Apple CEO’s dire tech warning
APPLE chief executive Tim Cook has warned consumers they are being targeted with "military precision" by big tech firms.
Speaking at an international conference on data privacy, he warned that modern technology has led to the creation of a "data-industrial complex" in which private and everyday information is "weaponised against us with military efficiency."
During the animated speech, the Apple boss applauded European Union authorities for bringing in a strict new data privacy law in May called the General Data Protection Regulation (GDPR) which gives European users greater protection and more control over their personal information that is collected by companies.
The new rules require companies to justify the collection and use of personal data gleaned from phones, apps and visited websites. They must also give EU users the ability to access and delete data, and to object to data use.
Consumers in the US and Australia don't have such rights over the data they help generate but Mr Cook said he hoped similar policies would be adopted around the world.
"In many jurisdictions, regulators are asking tough questions. It is time for rest of the world, including my home country, to follow your lead," he said to applause from hundreds of privacy officials from more than 70 countries who attended the event in Brussels.
Unlike its major tech rivals such as Google, Facebook and Amazon who are heavily dependent on constantly data mining their users to target them with ads, customer data isn't nearly as fundamental to Apple's business model.
It can tout user privacy and promise not to hoover up endless customer data while looking like the good guys. For the most part, it makes money from selling phones and laptops, not ads. So while it's a self serving message from Tim Cook, it's nonetheless true.
Mr Cook warned that technology's promise to drive breakthroughs that benefit humanity is at risk of being overshadowed by the harm it can cause by deepening division and spreading false information.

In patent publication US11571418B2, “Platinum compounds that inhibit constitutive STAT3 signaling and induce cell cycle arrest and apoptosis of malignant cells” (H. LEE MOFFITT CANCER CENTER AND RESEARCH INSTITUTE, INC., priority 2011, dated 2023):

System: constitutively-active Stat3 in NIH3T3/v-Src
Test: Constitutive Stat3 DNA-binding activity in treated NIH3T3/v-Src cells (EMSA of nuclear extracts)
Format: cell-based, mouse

Scraps of personal data are collected for digital profiles that let businesses know users better than they know themselves and allow companies to offer users "increasingly extreme content" that hardens their convictions, he said.
"This is surveillance. And these stockpiles of personal data serve only to enrich the companies that collect them," he said. "This should make us very uncomfortable. It should unsettle us."
The speech, along with video comments from Google and Facebook's top bosses, in the European Union's home base in Brussels, underscores how the US tech giants are jostling to curry favour in the region as regulators tighten their scrutiny.
Consumers are becoming increasingly aware of just how much they're giving up by using their favourite online services and devices.
In an recent interview with news.com.au, Prime Minister Scott Morrison raised the issue, calling out tech firms for profiting at their customers' expense.
"For too long, large companies have been able to hoover up data and profit off it, without paying a royalty to the people they got it off," he said. "In the digital economy, your data has value, and you should be able to get the benefits of your data, should you wish to use it in that way."
Apple recently updated its website to include an easier way for Australian customers to make changes to the data the company collects about them, suspend their Apple account or even permanently delete their data.
Facebook CEO Mark Zuckerberg and Google head Sundar Pichai sent brief video remarks to the annual meeting of global data privacy chiefs.
Mr Zuckerberg said the social network takes seriously its "basic ethical responsibility" to safeguard personal information but added that "the past year has shown we have a lot more work to do," referring to a big data breach and the scandal over the misuse of data by third parties.
They both said they supported regulation, with Mr Pichai noting Google recently proposed a legislative framework that would build on GDPR and extend many of its principles to users globally.